March 25, 2019
The Madness of March | Will Your Authentication Solution Stand Up?
Each year in the spring, the NCAA holds a basketball…
Six Democratic senators are demanding answers from Yahoo CEO Marissa Mayer about the massive data breach that the company disclosed last week. The legislators want to know when Yahoo discovered the breach, which occurred in 2014, and why it took so long to disclose it to the public.
The Yahoo data breach involves information from approximately 500 million users, which was taken during an intrusion into the company’s network two years ago. Yahoo officials only discovered the compromise this summer, after reports of a separate breach began circulating online. Company officials say those reports have proven false, but during the investigation the Yahoo security team discovered evidence that pointed them to the 2014 breach.
Data stolen during the compromise includes dates of birth, email addresses, encrypted passwords, and plaintext security questions and answers. Yahoo security officials say no payment card or bank account data was taken, but the senators who sent the letter to Mayer say that the delay in notifying users of the breach is “unacceptable”.
“Millions of Americans’ data may have been compromised for two years. This is unacceptable.”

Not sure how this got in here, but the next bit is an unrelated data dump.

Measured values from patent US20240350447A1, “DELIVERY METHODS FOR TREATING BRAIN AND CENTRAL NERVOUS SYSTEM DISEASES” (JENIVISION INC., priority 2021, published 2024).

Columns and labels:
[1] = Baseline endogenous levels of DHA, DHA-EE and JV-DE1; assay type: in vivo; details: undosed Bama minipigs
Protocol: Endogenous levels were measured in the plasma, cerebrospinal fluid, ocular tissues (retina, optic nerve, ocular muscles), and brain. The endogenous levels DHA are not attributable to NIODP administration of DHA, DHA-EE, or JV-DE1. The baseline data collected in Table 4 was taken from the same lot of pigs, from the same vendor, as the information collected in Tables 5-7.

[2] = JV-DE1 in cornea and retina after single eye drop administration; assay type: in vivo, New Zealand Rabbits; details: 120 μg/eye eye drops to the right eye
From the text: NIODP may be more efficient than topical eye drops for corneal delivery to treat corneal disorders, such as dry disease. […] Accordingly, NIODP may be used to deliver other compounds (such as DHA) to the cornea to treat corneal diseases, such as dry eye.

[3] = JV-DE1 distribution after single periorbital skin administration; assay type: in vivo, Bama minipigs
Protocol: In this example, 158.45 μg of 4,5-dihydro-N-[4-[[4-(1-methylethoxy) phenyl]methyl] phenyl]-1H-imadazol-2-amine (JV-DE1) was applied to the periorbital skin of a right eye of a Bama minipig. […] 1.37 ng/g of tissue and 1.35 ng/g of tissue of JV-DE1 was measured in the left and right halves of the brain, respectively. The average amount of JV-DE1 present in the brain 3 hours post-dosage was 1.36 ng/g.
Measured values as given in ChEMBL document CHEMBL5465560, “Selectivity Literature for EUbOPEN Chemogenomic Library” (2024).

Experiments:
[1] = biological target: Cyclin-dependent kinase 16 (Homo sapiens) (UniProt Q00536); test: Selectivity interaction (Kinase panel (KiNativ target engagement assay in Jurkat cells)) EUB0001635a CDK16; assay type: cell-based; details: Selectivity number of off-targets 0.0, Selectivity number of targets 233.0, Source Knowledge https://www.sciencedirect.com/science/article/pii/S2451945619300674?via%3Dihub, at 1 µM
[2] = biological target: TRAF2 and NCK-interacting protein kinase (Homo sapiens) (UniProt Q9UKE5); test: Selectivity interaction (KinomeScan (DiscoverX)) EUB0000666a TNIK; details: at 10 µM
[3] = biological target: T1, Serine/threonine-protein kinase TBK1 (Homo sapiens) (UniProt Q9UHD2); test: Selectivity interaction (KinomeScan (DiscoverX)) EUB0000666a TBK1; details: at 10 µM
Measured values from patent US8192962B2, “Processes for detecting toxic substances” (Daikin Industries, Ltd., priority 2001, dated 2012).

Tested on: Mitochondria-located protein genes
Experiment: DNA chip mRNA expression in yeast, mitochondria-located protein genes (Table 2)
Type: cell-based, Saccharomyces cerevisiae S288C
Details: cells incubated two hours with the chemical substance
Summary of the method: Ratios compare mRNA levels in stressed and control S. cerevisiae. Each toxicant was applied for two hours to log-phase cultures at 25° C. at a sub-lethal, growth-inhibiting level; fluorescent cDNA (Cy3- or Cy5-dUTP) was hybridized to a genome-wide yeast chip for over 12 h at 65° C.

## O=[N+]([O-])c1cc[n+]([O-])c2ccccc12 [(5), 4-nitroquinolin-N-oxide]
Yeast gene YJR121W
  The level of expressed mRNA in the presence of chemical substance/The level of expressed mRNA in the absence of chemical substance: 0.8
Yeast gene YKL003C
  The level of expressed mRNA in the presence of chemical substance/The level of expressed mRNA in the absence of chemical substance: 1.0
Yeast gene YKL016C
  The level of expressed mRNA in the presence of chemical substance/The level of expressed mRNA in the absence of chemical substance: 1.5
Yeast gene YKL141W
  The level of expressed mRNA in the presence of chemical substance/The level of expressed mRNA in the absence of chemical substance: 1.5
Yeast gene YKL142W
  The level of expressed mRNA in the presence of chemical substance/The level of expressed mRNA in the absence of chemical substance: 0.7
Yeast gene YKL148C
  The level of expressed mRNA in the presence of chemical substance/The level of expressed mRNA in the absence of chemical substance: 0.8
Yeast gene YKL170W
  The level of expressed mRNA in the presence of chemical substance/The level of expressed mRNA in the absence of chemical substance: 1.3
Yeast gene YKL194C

“The stolen data included usernames, passwords, email addresses, telephone numbers, dates of birth, and security questions and answers. This is highly sensitive, personal information that hackers can use not only to access Yahoo customer accounts, but also potentially to gain access to any other account or service that users access with similar login or personal information, including bank information and social media profiles,” the letter says.
“We are even more disturbed that user information was first compromised in 2014, yet the company only announced the breach last week. That means millions of Americans’ data may have been compromised for two years. This is unacceptable.”
Among the questions in the letter, which was signed by Sens. Patrick Leahy, Ron Wyden, Elizabeth Warren, Al Franken, Edward Markey, and Richard Blumenthal, are when Yahoo learned of the breach and how. The lawmakers also asked Mayer why it took so long for the compromise to be discovered. Interestingly, the senators also asked Mayer whether anyone in the federal government alerted the company to the attack.
“Did anyone in the U.S. government warn Yahoo of a possible hacking attempt by state-sponsored hackers or other bad actors? When was this warning issued?” the letter says.